It is one of the most peculiar plants in the world. For example, it has the largest known unbranched inflorescence in the plant kingdom. Discovered in 1878 by the Italian naturalist Odoardo Beccari, it is popularly known as titan arum or “bunga bangkai”. The latter term, meaning “corpse flower”, is Indonesian, which gives us some clue as to its origin: the lush jungles of Borneo and Indonesia. Its scientific name, Amorphophallus titanum, means titanic amorphous phallus.
The plant flowers only 3 or 4 times during its life and for a very short time, since the flower remains alive for only 3 days. This is why botanical gardens that have a specimen become a hive of visitors when the time of flowering arrives. Actually, it is not correct to speak of a “flower”, but rather of an inflorescence, that is, a structure in which multiple flowers are arranged with a specific organization.
The plant sprouts from a tuber. It starts with a single, huge, modified leaf, the spathe, and a stem. From this grows a spike-like inflorescence called spadix (similar to that of cattail, for example), where the true flowers are arranged, which are male (arranged at the top) and female (located at the bottom). This organ gives off a foul odor of rotting flesh that attracts pollinating insects, which is also the origin of its popular name.
The inflorescence grows at a rate of 10 cm per day and can reach a height of 3 meters, a meter in diameter and a weight of 75 kg, although in 2003 the German University of Bonn presented a specimen weighing 126 kg!
The flowering process can be divided into two phases: the first occurs during the first afternoon and evening after the opening of the leaf or spathe and involves the flowering of the female flowers. The second phase occurs the following night, when the male flowers bloom.
As if its peculiarities were not enough, it has also been observed that it emits heat. This phenomenon, known as thermogenesis, was recorded in 2006 during the flowering of a corpse flower specimen, whose spadix reached a temperature of 36-38°C!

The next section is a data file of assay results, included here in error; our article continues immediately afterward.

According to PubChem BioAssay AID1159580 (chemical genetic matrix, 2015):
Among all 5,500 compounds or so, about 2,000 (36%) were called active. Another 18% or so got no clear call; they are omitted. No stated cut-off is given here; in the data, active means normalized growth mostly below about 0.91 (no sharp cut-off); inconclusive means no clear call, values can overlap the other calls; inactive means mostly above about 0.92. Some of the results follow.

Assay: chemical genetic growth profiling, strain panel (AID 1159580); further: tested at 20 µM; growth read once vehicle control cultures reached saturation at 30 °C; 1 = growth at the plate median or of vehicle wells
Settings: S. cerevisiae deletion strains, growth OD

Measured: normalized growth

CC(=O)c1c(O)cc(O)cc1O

Thermogenesis is the ability of some organisms to produce heat through internal metabolic processes. The family to which the corpse flower belongs (Araceae) also includes other species with thermogenic capacity, some even raising their temperature up to 12ºC above the ambient temperature.
There are several hypotheses about the origin and evolution of this process, which is closely linked to the flowering phases. One of the most widely accepted assures that it favors pollination by insects. These are attracted by the rotting aromas emitted by the plant and originating from the evaporation of volatile compounds. The increase in temperature during thermogenesis enhances this process.
Normally, the female sex organs mature before the male flowers release pollen in plants with thermogenic capacity. Moreover, it is during the female phase when the greatest amount of heat is produced and, therefore, when the plant is most likely to be visited by pollinating insects. This strategy is very useful, as the plant ensures that it is pollinated with pollen from a different individual and avoids pollination with its own pollen.
On the other hand, insects do not leave empty-handed. It is thought that the heat generated during thermogenesis serves as a reward for pollinators, so that a mutualistic relationship is established between both parties. Insects are ectothermic animals, i.e. their body temperature depends on that of the environment. The execution of their vital activities (movement, copulation, etc.) requires the energy generated by metabolic processes, for which a high body temperature is required. Thus, the corpse flower would act as a recharging station where insects can warm up to continue their tasks.
Giordano, C. (1999). Observations on Amorphophallus titanum (Becc.) Becc. ex Arcangeli in the forest of Sumatra. Aroideana 22, 10-19.
Korotkova, N., Barthlott, W. (2009). On the thermogenesis of the Titan arum (Amorphophallus titanum). Plant Signal. Behav. 4, 1096-1098. https://doi.org/10.4161%2Fpsb.4.11.9872
Ruiz, C.K., Sosenski, P. (2021). El calor de las flores: plantas termogénicas y sus polinizadores. Cuadernos de Biodiversidad 61. 22-27. https://doi.org/10.14198/cdbio.2021.61.03